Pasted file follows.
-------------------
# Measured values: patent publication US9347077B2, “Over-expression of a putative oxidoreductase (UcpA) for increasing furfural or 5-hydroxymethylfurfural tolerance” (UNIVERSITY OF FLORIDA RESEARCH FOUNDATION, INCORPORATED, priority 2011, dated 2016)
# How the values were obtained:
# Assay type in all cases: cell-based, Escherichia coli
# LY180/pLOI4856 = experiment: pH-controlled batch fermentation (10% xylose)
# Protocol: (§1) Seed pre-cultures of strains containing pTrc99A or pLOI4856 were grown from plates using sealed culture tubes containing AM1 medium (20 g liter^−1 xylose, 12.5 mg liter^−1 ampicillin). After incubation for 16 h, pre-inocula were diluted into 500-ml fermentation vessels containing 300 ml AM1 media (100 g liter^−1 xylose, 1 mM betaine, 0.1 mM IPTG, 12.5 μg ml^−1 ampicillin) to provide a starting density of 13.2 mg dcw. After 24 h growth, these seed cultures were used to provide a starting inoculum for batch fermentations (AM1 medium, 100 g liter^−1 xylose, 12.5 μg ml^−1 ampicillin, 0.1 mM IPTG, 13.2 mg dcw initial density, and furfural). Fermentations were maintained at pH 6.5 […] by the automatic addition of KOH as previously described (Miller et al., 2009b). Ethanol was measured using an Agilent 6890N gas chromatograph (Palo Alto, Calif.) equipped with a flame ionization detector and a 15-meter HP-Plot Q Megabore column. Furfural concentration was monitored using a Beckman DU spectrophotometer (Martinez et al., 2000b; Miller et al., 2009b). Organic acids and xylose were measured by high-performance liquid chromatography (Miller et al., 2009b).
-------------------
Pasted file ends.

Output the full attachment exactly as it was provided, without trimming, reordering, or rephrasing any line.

# Measured values: patent publication US9347077B2, “Over-expression of a putative oxidoreductase (UcpA) for increasing furfural or 5-hydroxymethylfurfural tolerance” (UNIVERSITY OF FLORIDA RESEARCH FOUNDATION, INCORPORATED, priority 2011, dated 2016)
# How the values were obtained:
# Assay type in all cases: cell-based, Escherichia coli
# LY180/pLOI4856 = experiment: pH-controlled batch fermentation (10% xylose)
# Protocol: (§1) Seed pre-cultures of strains containing pTrc99A or pLOI4856 were grown from plates using sealed culture tubes containing AM1 medium (20 g liter^−1 xylose, 12.5 mg liter^−1 ampicillin). After incubation for 16 h, pre-inocula were diluted into 500-ml fermentation vessels containing 300 ml AM1 media (100 g liter^−1 xylose, 1 mM betaine, 0.1 mM IPTG, 12.5 μg ml^−1 ampicillin) to provide a starting density of 13.2 mg dcw. After 24 h growth, these seed cultures were used to provide a starting inoculum for batch fermentations (AM1 medium, 100 g liter^−1 xylose, 12.5 μg ml^−1 ampicillin, 0.1 mM IPTG, 13.2 mg dcw initial density, and furfural). Fermentations were maintained at pH 6.5 […] by the automatic addition of KOH as previously described (Miller et al., 2009b). Ethanol was measured using an Agilent 6890N gas chromatograph (Palo Alto, Calif.) equipped with a flame ionization detector and a 15-meter HP-Plot Q Megabore column. Furfural concentration was monitored using a Beckman DU spectrophotometer (Martinez et al., 2000b; Miller et al., 2009b). Organic acids and xylose were measured by high-performance liquid chromatography (Miller et al., 2009b).